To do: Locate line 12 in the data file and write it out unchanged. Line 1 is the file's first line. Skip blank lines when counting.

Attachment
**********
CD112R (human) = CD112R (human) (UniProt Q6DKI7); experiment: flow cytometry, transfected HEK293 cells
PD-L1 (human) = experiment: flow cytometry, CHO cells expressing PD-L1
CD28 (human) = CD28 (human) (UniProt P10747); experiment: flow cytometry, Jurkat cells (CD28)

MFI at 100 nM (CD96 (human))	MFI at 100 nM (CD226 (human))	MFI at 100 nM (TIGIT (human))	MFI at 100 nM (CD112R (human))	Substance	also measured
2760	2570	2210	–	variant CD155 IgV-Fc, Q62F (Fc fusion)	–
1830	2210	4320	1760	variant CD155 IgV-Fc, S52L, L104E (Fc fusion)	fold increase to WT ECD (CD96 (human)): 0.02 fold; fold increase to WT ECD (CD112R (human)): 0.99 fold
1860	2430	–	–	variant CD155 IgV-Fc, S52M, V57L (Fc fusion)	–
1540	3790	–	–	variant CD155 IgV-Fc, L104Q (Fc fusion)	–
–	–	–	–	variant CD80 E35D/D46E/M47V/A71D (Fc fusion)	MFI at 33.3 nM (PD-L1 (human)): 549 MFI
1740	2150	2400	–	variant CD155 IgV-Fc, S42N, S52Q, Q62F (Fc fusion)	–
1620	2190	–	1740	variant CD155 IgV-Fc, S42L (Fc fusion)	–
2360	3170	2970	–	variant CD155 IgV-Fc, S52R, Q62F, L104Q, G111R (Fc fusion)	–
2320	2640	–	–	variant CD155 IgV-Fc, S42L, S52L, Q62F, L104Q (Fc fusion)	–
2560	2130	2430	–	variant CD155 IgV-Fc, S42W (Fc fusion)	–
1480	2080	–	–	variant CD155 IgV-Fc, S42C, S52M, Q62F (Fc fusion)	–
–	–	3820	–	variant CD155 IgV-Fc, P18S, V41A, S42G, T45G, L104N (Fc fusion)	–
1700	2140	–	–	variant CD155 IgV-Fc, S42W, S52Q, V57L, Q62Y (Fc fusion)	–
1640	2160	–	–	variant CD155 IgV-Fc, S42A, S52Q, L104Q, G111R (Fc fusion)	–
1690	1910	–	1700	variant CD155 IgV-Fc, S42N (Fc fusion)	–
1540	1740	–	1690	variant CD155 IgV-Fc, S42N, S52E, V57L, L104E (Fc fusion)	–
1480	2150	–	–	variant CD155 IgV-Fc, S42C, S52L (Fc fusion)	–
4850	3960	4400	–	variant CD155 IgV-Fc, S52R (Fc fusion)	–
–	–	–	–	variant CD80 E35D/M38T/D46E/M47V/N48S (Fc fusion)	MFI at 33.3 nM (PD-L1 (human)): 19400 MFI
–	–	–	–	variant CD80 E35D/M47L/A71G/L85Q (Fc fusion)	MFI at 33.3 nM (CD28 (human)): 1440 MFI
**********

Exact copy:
2360	3170	2970	–	variant CD155 IgV-Fc, S52R, Q62F, L104Q, G111R (Fc fusion)	–